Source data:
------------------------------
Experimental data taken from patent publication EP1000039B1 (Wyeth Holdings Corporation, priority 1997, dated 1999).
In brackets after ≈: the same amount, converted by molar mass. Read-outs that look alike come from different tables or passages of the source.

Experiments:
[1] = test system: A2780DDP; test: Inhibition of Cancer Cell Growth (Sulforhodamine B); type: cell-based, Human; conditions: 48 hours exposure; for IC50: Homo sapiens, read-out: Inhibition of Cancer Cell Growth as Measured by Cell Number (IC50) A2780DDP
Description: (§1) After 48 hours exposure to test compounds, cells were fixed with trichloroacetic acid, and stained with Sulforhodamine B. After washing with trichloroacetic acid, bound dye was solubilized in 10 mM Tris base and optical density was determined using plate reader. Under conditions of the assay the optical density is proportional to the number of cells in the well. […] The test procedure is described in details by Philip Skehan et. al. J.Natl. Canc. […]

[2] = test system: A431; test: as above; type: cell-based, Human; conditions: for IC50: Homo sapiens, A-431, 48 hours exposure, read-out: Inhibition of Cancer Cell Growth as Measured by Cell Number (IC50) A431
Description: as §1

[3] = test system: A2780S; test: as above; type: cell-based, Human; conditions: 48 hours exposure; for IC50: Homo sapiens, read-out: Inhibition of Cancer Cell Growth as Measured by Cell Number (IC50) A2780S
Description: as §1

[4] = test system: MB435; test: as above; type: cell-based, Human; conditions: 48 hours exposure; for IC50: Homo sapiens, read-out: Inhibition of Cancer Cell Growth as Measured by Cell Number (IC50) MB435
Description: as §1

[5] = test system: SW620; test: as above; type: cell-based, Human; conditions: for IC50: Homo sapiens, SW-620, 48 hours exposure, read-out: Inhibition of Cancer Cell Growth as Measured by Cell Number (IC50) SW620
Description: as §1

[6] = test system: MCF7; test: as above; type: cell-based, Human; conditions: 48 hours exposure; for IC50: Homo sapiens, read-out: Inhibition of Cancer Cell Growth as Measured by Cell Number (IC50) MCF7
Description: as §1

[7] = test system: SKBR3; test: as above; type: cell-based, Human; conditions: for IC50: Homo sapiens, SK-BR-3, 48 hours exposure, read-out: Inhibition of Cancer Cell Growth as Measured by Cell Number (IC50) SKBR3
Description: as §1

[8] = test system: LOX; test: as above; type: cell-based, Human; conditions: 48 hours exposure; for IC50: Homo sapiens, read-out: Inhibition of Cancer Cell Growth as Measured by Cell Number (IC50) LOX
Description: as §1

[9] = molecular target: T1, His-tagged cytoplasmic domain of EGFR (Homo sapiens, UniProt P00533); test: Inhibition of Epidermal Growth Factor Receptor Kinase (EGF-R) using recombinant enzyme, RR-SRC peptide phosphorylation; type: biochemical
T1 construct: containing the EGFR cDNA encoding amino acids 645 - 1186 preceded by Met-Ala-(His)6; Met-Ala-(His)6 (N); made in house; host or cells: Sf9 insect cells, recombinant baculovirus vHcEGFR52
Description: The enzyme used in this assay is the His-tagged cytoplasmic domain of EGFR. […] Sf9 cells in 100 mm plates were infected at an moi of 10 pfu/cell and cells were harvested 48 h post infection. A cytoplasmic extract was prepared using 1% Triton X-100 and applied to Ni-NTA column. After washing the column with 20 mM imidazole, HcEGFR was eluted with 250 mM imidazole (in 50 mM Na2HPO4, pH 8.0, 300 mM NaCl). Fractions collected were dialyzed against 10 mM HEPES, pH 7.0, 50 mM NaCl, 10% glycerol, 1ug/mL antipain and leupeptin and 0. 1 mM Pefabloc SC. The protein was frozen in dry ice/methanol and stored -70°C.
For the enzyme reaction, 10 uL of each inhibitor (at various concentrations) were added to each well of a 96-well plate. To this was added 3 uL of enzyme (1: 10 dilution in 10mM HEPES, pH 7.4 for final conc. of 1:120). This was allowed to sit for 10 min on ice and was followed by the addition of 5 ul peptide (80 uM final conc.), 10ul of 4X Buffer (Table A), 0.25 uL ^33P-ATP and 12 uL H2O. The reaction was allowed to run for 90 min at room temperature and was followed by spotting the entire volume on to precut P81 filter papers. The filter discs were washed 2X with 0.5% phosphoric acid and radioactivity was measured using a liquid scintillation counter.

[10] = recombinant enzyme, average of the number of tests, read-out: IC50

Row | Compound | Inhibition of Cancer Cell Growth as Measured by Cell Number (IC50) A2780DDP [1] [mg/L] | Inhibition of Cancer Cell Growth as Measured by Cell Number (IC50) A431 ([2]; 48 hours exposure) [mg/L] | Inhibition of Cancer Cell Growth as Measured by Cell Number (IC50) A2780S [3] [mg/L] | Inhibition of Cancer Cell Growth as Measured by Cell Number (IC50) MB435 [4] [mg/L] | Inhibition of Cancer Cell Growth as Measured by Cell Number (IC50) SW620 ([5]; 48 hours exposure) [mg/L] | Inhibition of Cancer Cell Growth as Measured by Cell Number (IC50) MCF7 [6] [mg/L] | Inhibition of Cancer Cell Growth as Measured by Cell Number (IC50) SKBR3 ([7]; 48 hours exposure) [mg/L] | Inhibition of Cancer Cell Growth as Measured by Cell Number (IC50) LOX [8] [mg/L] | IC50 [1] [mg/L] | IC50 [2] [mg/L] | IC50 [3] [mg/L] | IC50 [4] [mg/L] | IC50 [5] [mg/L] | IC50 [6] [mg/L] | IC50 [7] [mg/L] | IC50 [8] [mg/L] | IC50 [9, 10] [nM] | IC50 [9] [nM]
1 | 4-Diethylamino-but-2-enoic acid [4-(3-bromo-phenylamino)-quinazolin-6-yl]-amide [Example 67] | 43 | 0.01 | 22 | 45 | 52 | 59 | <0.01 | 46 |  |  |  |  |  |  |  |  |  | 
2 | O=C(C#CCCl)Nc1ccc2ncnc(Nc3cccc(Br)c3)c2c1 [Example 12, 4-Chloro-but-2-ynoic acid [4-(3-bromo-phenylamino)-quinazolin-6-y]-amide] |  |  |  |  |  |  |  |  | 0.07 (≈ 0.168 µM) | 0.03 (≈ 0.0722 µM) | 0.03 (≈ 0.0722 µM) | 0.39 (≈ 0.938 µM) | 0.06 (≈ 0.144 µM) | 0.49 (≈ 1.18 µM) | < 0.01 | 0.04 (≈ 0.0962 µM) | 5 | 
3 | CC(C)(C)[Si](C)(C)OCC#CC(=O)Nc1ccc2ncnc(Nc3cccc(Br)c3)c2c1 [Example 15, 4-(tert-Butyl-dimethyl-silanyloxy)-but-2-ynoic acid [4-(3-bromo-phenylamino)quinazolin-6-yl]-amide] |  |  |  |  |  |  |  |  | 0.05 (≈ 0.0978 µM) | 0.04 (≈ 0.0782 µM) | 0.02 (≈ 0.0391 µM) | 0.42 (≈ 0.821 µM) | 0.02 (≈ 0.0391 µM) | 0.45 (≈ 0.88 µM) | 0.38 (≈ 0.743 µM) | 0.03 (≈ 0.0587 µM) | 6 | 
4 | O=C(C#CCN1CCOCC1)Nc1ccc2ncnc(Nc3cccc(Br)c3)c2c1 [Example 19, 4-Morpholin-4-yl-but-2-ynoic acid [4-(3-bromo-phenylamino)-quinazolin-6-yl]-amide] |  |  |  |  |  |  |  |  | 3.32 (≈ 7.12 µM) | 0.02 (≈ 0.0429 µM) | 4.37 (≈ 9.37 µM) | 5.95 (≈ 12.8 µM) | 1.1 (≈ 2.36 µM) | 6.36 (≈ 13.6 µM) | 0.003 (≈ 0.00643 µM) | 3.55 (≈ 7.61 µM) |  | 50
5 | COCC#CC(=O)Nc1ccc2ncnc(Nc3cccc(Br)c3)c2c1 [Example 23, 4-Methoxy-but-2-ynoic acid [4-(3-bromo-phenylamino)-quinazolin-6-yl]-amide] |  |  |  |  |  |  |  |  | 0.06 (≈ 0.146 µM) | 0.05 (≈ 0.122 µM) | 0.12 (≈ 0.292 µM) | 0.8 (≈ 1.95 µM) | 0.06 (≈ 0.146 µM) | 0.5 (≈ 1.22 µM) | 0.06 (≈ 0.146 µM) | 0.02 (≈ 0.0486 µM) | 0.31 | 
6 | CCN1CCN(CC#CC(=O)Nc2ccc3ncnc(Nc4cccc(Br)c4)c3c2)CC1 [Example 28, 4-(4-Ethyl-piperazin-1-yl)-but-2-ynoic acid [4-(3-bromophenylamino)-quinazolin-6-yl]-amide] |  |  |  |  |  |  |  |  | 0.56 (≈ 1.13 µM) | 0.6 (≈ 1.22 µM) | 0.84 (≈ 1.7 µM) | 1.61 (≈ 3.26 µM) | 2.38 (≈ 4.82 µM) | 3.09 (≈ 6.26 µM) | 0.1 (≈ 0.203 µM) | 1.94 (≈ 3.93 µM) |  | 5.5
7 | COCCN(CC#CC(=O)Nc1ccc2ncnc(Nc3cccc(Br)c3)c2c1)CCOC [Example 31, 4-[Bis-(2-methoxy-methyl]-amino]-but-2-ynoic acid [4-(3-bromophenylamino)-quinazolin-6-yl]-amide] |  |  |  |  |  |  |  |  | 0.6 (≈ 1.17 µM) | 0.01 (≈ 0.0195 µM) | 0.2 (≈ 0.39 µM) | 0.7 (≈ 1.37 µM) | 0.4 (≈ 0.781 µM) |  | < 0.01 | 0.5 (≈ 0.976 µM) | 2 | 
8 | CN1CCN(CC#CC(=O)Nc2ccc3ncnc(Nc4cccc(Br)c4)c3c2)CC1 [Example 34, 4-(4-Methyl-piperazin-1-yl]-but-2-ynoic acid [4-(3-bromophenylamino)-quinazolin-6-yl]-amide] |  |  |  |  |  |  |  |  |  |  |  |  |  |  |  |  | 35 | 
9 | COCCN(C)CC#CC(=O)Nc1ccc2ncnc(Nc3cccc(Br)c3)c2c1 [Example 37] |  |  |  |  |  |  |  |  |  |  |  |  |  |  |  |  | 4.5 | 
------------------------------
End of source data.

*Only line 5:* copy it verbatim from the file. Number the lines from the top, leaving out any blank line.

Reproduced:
Description: (§1) After 48 hours exposure to test compounds, cells were fixed with trichloroacetic acid, and stained with Sulforhodamine B. After washing with trichloroacetic acid, bound dye was solubilized in 10 mM Tris base and optical density was determined using plate reader. Under conditions of the assay the optical density is proportional to the number of cells in the well. […] The test procedure is described in details by Philip Skehan et. al. J.Natl. Canc. […]